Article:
About the Author

Annahid Dashtgard

ANNAHID DASHTGARD (M.Ed.) is the co-founder of Anima Leadership, a highly respected international consulting company specializing in issues of diversity and inclusion. Previously she was a leader in the anti-corporate globalization movement, responsible for several national political campaigns and frequently referred to as one of the top activists to watch in the 1990s. She is the host of the podcast series Breaking the Ocean: Soundwaves of Belonging and the director of two award-winning documentaries, Buy-Bye World: The Battle of Seattle and Bread. Her writing has appeared in the Globe and Mail, the Toronto Star, and Briarpatch magazine. Dashtgard lives in Toronto with her husband and children. Breaking the Ocean is her first book.
www.BreakingTheOcean.com
www.AnimaLeadership.com
@Annahid

Books by this Author
Breaking the Ocean

Breaking the Ocean

A Memoir of Race, Rebellion, and Reconciliation
edition:eBook
also available: Paperback
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Excerpt

It is the beginning of September, the first day of school, and the sun is flirting with making an appearance. Butterflies fill my stomach, but in a good way. Today marks my four-year-old daughter’s first day of attending the “big school” at the end of our street. She’s wearing the robin’s-egg-blue dress I bought for her birthday earlier this year with the silver filigree design down the front — an echo of her Middle Eastern roots. My husband Shakil and I leave the house to drop her off together. With her marching gait, laser-beam gaze, and set mouth, she seems fine. Better off than her mama.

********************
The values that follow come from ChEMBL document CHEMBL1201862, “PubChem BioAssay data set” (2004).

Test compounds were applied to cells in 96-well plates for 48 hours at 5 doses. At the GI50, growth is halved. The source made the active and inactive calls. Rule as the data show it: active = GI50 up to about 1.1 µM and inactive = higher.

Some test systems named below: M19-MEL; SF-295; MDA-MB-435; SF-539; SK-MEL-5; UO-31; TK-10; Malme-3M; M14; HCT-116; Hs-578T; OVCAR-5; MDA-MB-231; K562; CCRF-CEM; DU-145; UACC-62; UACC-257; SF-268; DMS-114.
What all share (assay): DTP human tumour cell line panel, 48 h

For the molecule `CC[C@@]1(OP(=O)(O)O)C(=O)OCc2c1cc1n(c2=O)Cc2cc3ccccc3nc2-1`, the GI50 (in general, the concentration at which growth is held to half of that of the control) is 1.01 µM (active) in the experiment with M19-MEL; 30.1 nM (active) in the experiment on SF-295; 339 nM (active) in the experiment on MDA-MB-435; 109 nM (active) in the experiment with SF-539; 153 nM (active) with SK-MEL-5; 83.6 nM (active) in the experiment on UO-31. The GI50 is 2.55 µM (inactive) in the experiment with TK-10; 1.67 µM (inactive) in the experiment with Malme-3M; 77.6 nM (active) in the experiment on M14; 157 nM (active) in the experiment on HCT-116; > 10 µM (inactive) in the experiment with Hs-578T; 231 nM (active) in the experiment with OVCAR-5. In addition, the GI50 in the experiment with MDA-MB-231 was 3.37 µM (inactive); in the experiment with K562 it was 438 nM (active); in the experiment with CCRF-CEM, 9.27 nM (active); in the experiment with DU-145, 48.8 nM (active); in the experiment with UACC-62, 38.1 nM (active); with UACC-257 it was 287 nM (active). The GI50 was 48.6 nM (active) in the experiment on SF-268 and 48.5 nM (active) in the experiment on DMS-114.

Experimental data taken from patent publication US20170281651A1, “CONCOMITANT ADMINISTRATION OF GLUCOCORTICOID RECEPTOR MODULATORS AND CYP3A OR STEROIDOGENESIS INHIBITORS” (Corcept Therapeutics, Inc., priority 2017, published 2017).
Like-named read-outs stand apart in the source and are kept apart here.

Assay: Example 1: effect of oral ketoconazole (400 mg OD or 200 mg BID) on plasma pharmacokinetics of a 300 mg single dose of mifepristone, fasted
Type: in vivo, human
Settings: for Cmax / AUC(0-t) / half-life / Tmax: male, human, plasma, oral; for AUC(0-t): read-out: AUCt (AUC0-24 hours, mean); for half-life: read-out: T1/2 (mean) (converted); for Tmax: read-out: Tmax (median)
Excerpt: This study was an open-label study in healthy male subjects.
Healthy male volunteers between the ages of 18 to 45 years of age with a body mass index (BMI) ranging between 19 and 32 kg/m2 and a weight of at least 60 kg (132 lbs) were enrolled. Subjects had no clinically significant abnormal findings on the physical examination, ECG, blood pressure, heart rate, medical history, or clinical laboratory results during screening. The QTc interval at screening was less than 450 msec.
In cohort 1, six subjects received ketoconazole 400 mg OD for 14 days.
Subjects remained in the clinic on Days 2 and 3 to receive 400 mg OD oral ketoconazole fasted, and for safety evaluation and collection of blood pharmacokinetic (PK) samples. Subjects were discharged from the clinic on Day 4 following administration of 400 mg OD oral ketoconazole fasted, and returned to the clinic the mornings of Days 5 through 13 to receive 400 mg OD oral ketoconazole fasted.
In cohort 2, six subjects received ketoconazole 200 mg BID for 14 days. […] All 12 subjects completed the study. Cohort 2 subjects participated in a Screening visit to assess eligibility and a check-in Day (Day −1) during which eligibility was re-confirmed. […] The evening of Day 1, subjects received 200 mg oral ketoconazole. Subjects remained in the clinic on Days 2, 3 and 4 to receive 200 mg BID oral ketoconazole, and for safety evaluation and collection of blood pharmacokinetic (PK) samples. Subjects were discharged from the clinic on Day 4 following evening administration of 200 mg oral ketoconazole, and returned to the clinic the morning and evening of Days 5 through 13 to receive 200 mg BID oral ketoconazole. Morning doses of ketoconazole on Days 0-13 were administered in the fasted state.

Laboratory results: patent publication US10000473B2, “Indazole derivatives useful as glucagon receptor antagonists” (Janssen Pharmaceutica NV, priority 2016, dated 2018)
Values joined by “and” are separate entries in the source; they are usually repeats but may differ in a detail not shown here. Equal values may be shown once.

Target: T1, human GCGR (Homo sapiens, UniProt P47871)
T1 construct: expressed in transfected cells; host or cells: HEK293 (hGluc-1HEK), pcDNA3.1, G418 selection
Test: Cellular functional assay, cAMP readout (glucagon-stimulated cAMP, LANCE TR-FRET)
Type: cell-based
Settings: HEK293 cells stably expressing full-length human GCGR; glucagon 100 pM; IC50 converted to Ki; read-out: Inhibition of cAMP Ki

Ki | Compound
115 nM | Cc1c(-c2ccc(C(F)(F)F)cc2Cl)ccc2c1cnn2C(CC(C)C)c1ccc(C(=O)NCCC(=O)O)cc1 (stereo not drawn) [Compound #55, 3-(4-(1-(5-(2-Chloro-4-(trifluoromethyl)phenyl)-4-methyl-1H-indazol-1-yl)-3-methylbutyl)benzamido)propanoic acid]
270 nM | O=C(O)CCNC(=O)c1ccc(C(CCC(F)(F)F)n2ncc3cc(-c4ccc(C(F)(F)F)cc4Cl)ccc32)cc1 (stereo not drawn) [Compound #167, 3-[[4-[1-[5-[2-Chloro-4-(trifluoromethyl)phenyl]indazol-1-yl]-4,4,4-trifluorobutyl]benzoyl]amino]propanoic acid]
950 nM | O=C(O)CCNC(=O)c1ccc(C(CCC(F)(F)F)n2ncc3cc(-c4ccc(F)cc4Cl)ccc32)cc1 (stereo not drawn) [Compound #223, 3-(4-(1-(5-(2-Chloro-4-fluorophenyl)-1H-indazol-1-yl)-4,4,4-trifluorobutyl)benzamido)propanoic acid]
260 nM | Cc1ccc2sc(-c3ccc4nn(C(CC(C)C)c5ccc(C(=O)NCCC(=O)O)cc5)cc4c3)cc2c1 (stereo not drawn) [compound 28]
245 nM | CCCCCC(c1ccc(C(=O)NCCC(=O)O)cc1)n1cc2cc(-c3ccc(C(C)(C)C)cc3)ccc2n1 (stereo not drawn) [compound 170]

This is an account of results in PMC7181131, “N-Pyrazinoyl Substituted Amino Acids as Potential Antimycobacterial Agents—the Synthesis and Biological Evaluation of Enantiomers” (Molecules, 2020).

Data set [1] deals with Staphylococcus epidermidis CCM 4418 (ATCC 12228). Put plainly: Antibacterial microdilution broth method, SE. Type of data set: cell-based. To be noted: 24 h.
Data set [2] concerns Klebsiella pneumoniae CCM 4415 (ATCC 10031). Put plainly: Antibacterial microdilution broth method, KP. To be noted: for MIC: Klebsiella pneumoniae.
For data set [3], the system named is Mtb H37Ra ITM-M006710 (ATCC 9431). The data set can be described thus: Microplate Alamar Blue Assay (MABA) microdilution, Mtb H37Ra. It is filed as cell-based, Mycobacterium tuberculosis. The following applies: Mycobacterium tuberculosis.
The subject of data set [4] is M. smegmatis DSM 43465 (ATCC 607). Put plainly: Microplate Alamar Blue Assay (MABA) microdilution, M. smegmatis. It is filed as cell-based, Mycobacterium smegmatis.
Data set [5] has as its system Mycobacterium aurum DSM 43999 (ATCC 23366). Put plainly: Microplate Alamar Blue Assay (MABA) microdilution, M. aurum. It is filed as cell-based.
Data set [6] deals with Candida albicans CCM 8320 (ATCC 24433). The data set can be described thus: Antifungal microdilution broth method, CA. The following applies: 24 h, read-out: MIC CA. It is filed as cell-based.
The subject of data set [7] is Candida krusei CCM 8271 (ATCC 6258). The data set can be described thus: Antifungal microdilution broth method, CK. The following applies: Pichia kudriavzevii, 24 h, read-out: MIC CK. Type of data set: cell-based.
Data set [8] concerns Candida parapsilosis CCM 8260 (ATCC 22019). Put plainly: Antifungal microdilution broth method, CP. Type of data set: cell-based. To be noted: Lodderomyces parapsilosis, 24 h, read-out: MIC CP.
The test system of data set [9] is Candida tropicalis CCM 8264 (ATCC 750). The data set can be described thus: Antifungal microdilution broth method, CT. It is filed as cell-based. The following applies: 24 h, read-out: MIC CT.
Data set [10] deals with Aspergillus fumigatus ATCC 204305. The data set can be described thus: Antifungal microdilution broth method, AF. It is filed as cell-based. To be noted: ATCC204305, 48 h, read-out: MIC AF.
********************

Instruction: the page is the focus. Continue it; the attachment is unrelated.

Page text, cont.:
I feel alone. The paralyzing isolation I felt during the early years of motherhood has given way to tenuous new connections with many other parents — through daycare, local Facebook groups, and community gatherings — but I’m still off balance. Despite reaching middle age, despite having achieved professional success, despite all the wonderful things and people in my life, this moment undoes me.

The sight of monkey bars and green playing field makes me feel tight and floaty at the same time. I know it’s because a part of me was left behind in a place just like this, where I learned that in order to survive I had to make myself disappear. I can’t catch my breath. I feel dislocated.

My daughter runs into the play area without a backward glance, and I call her back to give her one last hug. “Enjoy your first day at your new school, Baba. I love you so much,” I whisper. I can’t tell if it’s her or some earlier version of myself that I watch twist and spin away, the past collapsing into the present. All I know is that my daughter’s story begins with my story. And my story begins with my people.

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